The community level of the social ecological model refers to relationships among organizations, institutions and informational networks within defined boundaries (Golden et al., 2012). It is a fact that there is a high prevalence of sexual assault tin college females, but an example of a community level factor that could explain low numbers in reporting is lack of trust in community police. If victims feel like they are not going to be helped and that they are going to be ignored, they are not going to come forward. In Detroit in 2009, roughly 11,000 rape kits were found in a storage facility, most of them being untested (Campbell, Shaw, & Fehler- Cabral, 2015). The few victims that do seek help from the medical system after an assault are most of the time advised to undergo the process of getting a rape kit done. A rape kit is used to “diagnose and treat injuries, offering emergency contraception to prevent pregnancy, administering prophylaxis for sexually transmitted disease that may have been contracted in the assault, and preserve the physical evidence form survivors bodies to aid in the prosecution of the crime” (Campbell, et al., 2015). Another community influence that can help in reporting the prevalence of sexual assault in college females is the planned parenthood. Planned parenthood is a non-profit provider of medical services pertaining specifically to family planning, sexual health, and abortions (Ramelb, 2013). Planned parenthood is supposed to be a safe place where women (and men alike) can go to receive free contraceptive, educate themselves on sex, get an abortion, and overall see a health care provider. With the defunding of planned parenthood comes the crumbling of a sacred safe space for lower income and vulnerable populations.
The policy level of the social ecological model refers to local, state, national, and global laws and policies (Golden et al., 2012.) One policy that helps victims come forward and report prevalence of sexual assault is Title IX. Title IX first started off to “establish equal access to any educational program for men and women” (Weis, 2015). In 2011, Vice President Biden released a statement directed at university stating that sexual violence is a clear violation of an institutions commitment to providing a discrimination- free environment and that school should be providing educational programs to help prevent sexual assault and sexual violence (Weis, 2015). Another policy that helps protect victims when they are reporting sexual assault is the violence against women’s act (VAWA). In 2013, President Barak Obama reauthorized the violence again women’s act, including a new section, 304 (Weis, 2015). Section 304, which is referred to as the SaVE Act expands on the Clery Act of 1990 and expands the list of reportable violence’s and also mandates that colleges and universities provides education on preventing domestic violence, dating violence, sexual assault, and stalking (Weis, 2015).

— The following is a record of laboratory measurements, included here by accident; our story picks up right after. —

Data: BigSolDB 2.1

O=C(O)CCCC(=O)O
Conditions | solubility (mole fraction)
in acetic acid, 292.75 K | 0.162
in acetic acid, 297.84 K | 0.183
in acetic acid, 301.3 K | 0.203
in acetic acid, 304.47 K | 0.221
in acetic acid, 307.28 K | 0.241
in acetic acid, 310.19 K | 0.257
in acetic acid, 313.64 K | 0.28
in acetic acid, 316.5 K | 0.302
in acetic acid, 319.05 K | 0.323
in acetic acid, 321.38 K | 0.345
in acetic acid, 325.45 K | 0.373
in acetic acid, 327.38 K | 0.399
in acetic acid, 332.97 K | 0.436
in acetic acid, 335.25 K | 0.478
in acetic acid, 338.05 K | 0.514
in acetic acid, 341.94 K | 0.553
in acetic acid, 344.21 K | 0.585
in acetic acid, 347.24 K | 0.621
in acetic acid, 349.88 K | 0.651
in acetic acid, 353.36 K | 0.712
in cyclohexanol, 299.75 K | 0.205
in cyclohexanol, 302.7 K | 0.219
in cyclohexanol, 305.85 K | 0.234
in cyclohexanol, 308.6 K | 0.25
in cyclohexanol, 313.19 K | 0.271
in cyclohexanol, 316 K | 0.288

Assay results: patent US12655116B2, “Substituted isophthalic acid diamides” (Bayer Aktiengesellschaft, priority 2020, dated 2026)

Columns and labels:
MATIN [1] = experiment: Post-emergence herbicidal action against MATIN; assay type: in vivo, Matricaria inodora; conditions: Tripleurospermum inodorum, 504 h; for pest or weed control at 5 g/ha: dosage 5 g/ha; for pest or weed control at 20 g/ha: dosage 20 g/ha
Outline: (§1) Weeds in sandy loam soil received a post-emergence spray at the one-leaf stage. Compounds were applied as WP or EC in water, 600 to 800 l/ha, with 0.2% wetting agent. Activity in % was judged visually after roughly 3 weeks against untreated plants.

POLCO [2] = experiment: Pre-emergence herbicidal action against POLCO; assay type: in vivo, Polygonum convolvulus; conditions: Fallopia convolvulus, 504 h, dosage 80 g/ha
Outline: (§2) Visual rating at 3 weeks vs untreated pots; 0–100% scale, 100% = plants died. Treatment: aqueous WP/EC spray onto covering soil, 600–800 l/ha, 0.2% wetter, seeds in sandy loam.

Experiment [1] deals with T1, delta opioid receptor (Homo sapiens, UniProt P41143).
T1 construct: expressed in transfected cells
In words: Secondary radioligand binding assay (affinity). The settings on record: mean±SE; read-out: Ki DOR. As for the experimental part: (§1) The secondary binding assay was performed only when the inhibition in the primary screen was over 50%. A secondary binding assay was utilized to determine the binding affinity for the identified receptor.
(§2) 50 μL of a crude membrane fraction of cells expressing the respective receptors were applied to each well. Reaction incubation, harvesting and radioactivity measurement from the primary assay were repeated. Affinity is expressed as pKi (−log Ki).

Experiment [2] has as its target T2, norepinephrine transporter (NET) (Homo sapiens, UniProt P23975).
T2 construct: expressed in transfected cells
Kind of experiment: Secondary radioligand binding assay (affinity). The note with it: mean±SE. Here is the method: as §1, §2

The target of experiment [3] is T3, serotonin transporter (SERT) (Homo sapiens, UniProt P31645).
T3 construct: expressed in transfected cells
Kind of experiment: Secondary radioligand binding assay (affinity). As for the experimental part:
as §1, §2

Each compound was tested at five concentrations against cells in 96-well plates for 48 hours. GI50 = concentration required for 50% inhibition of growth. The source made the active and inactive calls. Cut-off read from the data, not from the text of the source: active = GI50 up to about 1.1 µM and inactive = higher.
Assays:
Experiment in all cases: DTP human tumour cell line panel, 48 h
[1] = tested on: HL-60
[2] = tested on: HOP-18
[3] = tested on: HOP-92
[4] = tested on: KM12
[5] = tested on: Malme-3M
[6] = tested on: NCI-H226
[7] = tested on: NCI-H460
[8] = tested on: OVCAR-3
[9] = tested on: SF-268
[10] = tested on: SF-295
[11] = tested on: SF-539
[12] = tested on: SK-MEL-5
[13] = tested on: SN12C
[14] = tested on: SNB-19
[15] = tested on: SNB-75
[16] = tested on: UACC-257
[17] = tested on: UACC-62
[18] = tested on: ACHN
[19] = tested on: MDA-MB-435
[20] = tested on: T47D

- Campbell, R., Shaw, J., & Fehler-Cabral, G. (2015). Shelving Justice: The Discovery of Thousands of Untested Rape Kits in Detroit. City & Community, 14(2), 151–166. doi: 10.1111/cico.12108
- Dematteo, D., Galloway, M., Arnold, S., & Patel, U. (2015). Sexual assault on college campuses: A 50-state survey of criminal sexual assault statutes and their relevance to campus sexual assault. Psychology, Public Policy, and Law, 21(3), 227–238. doi: 10.1037/law0000055
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- Mellins, C. A., Walsh, K., Sarvet, A. L., Wall, M., Gilbert, L., Santelli, J. S., … Hirsch, J. S. (2017). Sexual assault incidents among college undergraduates: Prevalence and factors associated with risk. Plos One, 12(11). doi: 10.1371/journal.pone.0186471
- Muehlenhard, C. L., Peterson, Z. D., Humphreys, T. P., & Jozkowski, K. N. (2017). Evaluating the One-in-Five Statistic: Women’s Risk of Sexual Assault While in College. The Journal of Sex Research, 54(4-5), 549–576. doi: 10.1080/00224499.2017.1295014
- Ramelb, C. (2013). Public health care funding: The battle over planned parenthood. Valparaiso University Law Review, 47(2), 499-536.
- Stanger-Hall, K. F., & Hall, D. W. (2011). Abstinence-Only Education and Teen Pregnancy Rates: Why We Need Comprehensive Sex Education in the U.S. Plos One, 6(10). doi: 10.1371/journal.pone.0024658
- Wies, J. R. (2015). Title IX and the State of Campus Sexual Violence in the United States: Power, Policy, and Local Bodies. Human Organization, 74(3), 276–286. doi: 10.17730/0018-7259-74.3.276